Estimating Self-Reported News Exposure Across and Within Typical Days: Should Surveys Use More Refined Measures?

David Tewksbury, Scott L. Althaus, Matthew V. Hibbing

Research output: Contribution to journalArticle

Abstract

Mass communication researchers have an interest in accurately measuring media exposure. Survey measures often ask respondents about the number of days in a week or the hours in a day that they use a medium. These two strategies (and their composite-hours per week) have yet to be directly compared to one another, so their relative usefulness for researchers is unknown. Analyses of data from the 2008 American National Election Studies Time Series Study suggest few benefits from measuring news exposure using both approaches. The measures of exposure as days per week, minutes per day, and minutes per week (the product of the first two) operate similarly as predictors of political knowledge, perceived issue distances between presidential candidates, days per week talking about politics, levels of community involvement, and voter turnout.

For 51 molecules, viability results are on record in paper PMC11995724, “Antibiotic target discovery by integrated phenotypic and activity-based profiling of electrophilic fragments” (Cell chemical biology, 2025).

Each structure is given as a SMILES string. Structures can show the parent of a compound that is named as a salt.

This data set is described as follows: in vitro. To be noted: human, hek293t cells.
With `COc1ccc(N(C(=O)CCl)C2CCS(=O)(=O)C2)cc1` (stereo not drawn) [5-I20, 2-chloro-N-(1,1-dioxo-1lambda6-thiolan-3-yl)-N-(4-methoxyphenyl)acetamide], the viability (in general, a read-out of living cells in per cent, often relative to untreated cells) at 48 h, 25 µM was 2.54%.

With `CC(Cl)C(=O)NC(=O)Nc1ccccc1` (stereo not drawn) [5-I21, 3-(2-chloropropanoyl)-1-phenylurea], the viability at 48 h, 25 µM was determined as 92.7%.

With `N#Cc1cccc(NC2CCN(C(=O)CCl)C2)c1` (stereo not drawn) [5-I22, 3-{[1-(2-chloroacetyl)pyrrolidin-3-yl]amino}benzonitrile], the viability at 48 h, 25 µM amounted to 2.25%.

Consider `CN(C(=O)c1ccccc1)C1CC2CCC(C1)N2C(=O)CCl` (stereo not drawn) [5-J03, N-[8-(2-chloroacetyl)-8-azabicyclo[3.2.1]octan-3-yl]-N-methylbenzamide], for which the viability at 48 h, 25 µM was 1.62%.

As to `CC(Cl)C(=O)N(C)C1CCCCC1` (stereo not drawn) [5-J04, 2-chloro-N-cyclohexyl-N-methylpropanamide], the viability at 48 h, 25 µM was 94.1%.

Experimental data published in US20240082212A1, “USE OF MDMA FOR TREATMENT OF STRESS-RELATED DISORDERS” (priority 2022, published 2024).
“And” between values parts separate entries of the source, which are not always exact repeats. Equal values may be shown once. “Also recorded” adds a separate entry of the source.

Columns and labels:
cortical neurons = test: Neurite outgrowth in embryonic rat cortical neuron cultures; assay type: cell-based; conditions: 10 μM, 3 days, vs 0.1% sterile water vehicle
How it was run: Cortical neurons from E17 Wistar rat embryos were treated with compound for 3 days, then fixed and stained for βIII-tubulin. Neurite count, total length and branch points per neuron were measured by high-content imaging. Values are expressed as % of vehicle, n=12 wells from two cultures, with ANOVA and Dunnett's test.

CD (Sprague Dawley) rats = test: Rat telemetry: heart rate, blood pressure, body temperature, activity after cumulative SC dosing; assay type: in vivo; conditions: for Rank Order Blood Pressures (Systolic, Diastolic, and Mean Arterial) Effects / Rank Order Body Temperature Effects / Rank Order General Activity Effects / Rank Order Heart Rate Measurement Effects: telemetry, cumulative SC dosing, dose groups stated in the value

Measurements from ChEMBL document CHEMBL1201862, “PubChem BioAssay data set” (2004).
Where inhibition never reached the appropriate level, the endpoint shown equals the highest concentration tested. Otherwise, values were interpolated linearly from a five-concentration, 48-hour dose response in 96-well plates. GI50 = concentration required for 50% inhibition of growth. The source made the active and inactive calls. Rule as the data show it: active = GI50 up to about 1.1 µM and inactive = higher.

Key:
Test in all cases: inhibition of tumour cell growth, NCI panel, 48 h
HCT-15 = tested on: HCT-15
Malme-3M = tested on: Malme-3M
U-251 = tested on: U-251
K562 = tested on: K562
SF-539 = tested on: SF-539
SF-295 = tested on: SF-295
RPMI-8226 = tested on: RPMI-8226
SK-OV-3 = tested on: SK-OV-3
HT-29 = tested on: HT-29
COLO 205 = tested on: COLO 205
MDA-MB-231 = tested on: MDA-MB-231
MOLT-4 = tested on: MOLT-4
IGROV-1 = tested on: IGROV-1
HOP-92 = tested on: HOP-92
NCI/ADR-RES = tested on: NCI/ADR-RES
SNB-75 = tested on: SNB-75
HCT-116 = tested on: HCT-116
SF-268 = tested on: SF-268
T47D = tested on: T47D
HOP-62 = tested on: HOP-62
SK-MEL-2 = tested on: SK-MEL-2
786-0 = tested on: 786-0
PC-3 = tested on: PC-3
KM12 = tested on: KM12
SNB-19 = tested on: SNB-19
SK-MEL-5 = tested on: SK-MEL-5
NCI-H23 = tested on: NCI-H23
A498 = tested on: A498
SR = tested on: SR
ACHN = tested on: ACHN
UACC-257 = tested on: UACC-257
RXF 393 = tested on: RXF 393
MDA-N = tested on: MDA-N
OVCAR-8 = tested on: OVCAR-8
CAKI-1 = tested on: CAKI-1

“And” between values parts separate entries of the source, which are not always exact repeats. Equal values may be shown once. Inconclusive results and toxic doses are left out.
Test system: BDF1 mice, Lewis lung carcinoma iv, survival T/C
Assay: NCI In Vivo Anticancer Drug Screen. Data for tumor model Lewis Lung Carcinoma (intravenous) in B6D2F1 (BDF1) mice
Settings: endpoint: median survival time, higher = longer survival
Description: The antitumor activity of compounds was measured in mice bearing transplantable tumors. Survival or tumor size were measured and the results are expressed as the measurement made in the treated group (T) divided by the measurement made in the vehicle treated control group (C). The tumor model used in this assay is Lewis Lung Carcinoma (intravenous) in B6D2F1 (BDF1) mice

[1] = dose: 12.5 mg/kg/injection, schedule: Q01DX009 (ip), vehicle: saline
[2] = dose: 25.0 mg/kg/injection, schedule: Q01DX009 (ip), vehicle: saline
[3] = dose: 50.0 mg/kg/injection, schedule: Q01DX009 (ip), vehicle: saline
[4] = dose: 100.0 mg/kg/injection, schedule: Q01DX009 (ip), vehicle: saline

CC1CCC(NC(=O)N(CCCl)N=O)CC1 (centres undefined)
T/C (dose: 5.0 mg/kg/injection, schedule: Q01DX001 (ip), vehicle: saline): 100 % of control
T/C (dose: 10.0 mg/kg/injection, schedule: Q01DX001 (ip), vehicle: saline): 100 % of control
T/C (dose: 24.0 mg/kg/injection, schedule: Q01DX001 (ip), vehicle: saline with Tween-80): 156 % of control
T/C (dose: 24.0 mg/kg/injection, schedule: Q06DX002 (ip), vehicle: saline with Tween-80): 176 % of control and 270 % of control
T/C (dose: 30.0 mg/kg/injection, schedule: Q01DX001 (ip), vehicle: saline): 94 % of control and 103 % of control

Original languageEnglish (US)
Pages (from-to)311-328
Number of pages18
JournalCommunication Methods and Measures
Volume5
Issue number4
DOIs
StatePublished - Oct 1 2011

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Time series
news
voter turnout
mass communication
election research
Communication
Composite materials
time series
candidacy
politics
community

ASJC Scopus subject areas

  • Communication

Cite this

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